Thanks to the unintended consequences of a so-called “doctor’s loophole” future doctors are getting six figure debts forgiven by the federal government.
When researchers examined surveys of graduating medical school students, they found a spike in the number who plan to participate in federal debt forgiveness program.
Medical school is expensive. Students spent on average more than $32,000 for one year of in-state tuition at a public medical school in 2015 and more than $52,000 at a private medical school. Over four years, medical students rack up more in debt than 85 percent of American households earn in a year. Some estimates put the amount that the median medical school borrower owes at $162,000 in 2012.
Despite carrying heavy debt, doctors aren’t the broke graduates living on their parents’ sofas. They manage on between $50,000 and $60,000 in their first few years while in residency or training. It’s not too long after that that their salaries begin to double, triple, and more.
Yet, many recent medical-school graduates are taking advantage of a federal student loan forgiveness program that’s wiping their balance sheets clear of more than $130,000 in debt. This is a finding from a study published by the Journal of Internal Medicine.
The Public Service Loan Forgiveness, created in 2007, was meant to forgive debt for those who choose to take jobs in government and the nonprofit sector such as public defenders and teachers. Once you make ten years’ worth of payments (120 months of payments) any balance remaining would be forgiven, tax-free. In addition, payments are capped at 10 percent of discretionary income.
A small share of primary-care doctors who work in underserved areas could also qualify. Working for a non-profit hospital may count even in a role like a surgeon. This is where the unintended consequences kick in. For a resident making $60,000 a year, you would benefit from capped payments based on a modest income. If you stick out those ten years, your income would likely rise just in time for your payments to be forgiven. Is that what creators of this program intended? Likely not.
The Wall Street Journal reports:
They started with an annual survey of all graduating medical-school students across the U.S. conducted by the AAMC. The survey asks them to list, among other things, their intended specialty and whether they planned to use the debt-forgiveness program. The share planning to get forgiveness has risen steadily. Overall, 25% of doctors who graduated from medical school in 2014 said they intended to use the program, up from 10.6% in 2010. Doctors of all types intend to use it, including highly paid surgeons.
The researchers looked at 2,416 borrowers who graduated from medical school in 2014 and determined that, on average, each would get roughly $131,000 forgiven, tax-free, in 2024. That comes out to a total of $316 million. (The figures use a discount rate of 6%. Without the rate, the average forgiveness would be about $200,000 in 2024 dollars.)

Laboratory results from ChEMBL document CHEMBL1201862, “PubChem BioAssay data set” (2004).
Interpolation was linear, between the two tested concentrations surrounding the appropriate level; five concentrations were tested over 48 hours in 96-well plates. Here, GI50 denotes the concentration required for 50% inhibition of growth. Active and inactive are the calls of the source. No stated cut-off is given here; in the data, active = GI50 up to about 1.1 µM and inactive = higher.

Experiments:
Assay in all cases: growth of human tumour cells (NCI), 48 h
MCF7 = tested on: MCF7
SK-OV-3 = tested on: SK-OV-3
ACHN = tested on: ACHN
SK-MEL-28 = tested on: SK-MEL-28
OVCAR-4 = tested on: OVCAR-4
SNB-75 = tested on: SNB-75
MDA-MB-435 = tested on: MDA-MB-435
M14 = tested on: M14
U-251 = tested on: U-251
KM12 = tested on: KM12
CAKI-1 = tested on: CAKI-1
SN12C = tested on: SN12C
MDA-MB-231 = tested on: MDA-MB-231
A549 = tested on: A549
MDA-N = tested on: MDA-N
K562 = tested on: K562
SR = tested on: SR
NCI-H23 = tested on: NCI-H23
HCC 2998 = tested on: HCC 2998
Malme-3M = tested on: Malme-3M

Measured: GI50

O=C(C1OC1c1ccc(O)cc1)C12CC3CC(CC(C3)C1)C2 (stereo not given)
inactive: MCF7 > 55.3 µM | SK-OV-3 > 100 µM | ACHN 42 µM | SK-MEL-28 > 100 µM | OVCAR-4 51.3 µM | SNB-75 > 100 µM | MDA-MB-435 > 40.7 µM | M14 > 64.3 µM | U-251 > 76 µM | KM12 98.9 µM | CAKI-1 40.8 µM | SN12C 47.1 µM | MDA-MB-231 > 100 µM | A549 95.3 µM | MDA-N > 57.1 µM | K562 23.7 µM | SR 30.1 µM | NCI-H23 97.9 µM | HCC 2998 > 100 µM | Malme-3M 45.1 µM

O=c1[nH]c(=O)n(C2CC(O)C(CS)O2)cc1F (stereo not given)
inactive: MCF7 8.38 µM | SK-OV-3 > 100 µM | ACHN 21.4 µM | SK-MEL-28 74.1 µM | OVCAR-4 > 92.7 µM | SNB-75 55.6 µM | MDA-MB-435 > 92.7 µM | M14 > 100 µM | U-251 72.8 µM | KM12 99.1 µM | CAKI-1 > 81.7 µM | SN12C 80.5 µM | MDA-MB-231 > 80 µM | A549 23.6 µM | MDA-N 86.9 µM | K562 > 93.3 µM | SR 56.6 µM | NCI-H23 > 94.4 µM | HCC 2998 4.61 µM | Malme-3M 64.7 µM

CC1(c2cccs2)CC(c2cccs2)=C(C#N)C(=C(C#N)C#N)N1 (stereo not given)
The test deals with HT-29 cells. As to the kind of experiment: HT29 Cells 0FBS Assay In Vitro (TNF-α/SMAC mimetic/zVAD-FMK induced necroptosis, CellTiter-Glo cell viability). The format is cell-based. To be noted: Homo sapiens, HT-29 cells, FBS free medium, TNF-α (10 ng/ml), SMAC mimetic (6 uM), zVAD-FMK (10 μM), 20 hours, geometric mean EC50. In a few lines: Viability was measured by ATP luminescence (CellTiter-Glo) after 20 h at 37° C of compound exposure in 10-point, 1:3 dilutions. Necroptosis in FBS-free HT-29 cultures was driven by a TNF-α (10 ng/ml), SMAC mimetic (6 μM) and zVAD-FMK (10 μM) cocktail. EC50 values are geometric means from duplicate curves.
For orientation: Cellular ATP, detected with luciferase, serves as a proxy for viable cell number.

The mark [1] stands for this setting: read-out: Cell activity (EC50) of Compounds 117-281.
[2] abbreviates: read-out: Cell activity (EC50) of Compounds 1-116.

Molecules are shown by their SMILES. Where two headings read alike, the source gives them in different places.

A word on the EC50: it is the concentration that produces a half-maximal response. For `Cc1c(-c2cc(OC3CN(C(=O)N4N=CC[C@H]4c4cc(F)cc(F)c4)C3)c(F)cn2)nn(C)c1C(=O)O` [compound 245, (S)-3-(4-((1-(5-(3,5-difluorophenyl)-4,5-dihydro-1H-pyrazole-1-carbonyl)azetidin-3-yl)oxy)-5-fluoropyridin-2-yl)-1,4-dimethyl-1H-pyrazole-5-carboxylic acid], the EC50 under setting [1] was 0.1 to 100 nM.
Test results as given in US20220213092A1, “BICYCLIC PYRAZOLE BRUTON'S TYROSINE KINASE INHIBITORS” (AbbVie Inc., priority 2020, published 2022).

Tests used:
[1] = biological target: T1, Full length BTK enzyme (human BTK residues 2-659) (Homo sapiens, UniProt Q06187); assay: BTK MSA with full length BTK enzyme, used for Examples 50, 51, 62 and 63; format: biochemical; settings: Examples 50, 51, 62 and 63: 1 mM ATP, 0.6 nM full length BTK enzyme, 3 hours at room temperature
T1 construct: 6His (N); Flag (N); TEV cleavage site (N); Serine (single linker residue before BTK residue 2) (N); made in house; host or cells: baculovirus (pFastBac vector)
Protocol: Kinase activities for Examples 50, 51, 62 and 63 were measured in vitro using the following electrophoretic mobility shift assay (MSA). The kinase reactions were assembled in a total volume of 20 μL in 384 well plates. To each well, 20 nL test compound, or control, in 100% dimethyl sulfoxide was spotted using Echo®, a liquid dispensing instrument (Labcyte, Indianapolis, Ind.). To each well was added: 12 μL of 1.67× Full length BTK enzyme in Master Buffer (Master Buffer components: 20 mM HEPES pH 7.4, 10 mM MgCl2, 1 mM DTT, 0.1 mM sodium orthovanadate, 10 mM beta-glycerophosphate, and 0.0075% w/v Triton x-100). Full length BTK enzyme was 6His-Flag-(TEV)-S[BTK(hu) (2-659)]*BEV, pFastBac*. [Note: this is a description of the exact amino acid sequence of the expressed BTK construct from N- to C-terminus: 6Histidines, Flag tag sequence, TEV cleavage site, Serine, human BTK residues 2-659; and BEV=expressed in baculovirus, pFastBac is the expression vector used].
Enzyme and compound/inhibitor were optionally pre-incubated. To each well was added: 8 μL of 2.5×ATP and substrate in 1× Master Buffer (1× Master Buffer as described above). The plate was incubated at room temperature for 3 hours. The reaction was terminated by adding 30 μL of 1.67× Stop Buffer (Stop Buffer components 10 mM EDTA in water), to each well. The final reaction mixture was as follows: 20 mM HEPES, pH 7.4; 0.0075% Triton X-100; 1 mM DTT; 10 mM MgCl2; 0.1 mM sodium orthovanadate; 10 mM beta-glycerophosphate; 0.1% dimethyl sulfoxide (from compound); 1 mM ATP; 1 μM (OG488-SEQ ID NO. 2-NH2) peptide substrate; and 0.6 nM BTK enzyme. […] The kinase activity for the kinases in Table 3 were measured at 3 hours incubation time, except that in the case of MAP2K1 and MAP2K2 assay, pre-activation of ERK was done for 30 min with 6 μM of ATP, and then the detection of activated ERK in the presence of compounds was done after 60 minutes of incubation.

Is anyone surprised that some Americans game the system? Like ObamaCare, social security disability, and other federal benefit programs, this program provides a powerful incentive to take advantage of what’s available. With no one monitoring abuse of programs, they can continue to grow with no accountability.
Debt forgiveness in exchange for going into underpaid careers that help the poor, sounds egalitarian, but is misguided. As borrowers from the federal government (or anyone that loans funds), you have a responsibility to repay that loan. The agreement you sign confirms that you will try your best to repay that loan. The federal government offers ways to lower payments or get forbearance during tough financial times. It’s irresponsible though to take out high loan sums fully pecting that it will be written off. Someone pays for that debt forgiven: taxpayers.
Doctors have potential for high earnings over their careers. They are least in need of loan forgiveness, but if the program has no restrictions and caps on who can apply based on factors such as earnings potential, average salaries, and availability of work, etc., then it’s not surprising that young doctors are jumping on the loan forgiveness bandwagon.
The Wall Street Journal adds that the Obama Administration is aware of the potential for doctors to take advantage of this program and has proposed capping loan forgiveness at $57,500 in two budgets.
Student loan debt forgiveness is a Band-Aid solution. The cost of college has skyrocketed in the past three decades in large part because of increased federal financing. Institutions of higher education charge students more knowing they have a guaranteed funding source from Washington. Students borrow more to pay for school and find themselves on the hook for the loan debt incurred. In the case of these doctors, they then take advantage of loan forgiveness and we taxpayers are on the hook for every dime of debt incurred. There’s nothing free or fair about that.